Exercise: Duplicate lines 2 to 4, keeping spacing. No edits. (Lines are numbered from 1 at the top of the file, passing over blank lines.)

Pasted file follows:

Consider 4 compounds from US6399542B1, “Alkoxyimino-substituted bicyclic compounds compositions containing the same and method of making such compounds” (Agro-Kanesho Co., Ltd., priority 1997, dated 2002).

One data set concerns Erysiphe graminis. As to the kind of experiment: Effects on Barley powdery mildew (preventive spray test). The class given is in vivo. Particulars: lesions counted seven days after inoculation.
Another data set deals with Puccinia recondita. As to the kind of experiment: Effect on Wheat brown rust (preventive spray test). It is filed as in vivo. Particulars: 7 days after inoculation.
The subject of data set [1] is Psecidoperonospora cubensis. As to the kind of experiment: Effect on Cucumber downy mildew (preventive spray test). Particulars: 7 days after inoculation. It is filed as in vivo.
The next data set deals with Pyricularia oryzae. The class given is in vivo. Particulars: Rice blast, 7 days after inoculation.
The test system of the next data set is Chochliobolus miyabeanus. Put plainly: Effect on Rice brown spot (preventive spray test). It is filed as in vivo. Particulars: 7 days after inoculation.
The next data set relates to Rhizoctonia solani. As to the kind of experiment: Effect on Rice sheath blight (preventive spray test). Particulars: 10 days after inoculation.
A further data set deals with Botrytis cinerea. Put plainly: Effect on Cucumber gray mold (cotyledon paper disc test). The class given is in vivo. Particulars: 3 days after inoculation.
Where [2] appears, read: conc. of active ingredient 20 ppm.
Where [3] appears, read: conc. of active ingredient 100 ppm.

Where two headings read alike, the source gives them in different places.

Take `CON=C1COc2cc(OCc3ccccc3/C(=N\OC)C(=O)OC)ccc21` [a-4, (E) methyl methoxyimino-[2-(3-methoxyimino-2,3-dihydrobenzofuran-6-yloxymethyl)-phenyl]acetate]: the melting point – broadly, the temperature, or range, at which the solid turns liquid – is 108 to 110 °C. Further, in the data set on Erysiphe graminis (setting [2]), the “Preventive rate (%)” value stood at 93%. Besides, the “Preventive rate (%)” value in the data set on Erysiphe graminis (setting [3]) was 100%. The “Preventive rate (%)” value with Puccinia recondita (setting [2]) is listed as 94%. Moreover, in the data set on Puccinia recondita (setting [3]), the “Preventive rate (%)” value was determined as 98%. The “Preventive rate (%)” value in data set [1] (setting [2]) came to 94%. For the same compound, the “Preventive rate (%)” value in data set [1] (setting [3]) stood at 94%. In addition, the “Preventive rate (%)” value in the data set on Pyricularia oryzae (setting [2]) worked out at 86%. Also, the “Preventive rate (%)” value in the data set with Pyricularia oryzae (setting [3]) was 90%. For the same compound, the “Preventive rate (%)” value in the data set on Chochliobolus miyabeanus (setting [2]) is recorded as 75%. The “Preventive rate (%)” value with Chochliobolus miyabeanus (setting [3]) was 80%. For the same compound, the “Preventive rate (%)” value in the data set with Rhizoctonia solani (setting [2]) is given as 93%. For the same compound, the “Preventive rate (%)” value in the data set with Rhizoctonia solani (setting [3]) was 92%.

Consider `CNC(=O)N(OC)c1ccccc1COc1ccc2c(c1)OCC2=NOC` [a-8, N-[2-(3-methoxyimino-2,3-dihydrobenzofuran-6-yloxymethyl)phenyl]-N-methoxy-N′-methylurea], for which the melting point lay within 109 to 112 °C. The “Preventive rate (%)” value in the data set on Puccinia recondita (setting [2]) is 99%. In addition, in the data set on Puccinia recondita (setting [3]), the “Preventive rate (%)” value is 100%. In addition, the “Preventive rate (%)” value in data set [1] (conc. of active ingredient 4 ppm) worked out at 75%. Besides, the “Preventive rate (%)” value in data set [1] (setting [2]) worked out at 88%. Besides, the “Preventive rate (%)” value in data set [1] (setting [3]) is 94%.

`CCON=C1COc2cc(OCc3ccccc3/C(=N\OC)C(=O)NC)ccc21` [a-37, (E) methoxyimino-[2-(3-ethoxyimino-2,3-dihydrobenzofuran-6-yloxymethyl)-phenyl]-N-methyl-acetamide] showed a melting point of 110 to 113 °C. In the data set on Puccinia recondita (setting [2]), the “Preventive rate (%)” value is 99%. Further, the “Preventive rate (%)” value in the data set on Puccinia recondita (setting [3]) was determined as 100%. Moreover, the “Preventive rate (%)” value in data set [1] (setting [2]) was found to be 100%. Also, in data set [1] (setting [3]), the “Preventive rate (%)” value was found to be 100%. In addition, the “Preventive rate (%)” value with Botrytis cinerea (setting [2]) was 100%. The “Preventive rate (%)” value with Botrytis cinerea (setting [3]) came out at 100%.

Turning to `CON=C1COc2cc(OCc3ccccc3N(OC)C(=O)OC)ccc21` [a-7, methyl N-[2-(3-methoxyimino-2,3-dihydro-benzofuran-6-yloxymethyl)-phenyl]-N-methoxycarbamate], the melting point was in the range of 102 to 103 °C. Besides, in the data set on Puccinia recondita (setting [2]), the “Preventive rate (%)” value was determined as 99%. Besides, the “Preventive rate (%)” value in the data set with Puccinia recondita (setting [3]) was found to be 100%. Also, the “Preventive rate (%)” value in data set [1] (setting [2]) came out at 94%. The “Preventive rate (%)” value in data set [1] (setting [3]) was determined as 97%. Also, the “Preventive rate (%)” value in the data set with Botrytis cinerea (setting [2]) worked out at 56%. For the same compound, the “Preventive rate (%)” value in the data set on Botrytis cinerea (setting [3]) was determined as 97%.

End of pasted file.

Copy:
One data set concerns Erysiphe graminis. As to the kind of experiment: Effects on Barley powdery mildew (preventive spray test). The class given is in vivo. Particulars: lesions counted seven days after inoculation.
Another data set deals with Puccinia recondita. As to the kind of experiment: Effect on Wheat brown rust (preventive spray test). It is filed as in vivo. Particulars: 7 days after inoculation.
The subject of data set [1] is Psecidoperonospora cubensis. As to the kind of experiment: Effect on Cucumber downy mildew (preventive spray test). Particulars: 7 days after inoculation. It is filed as in vivo.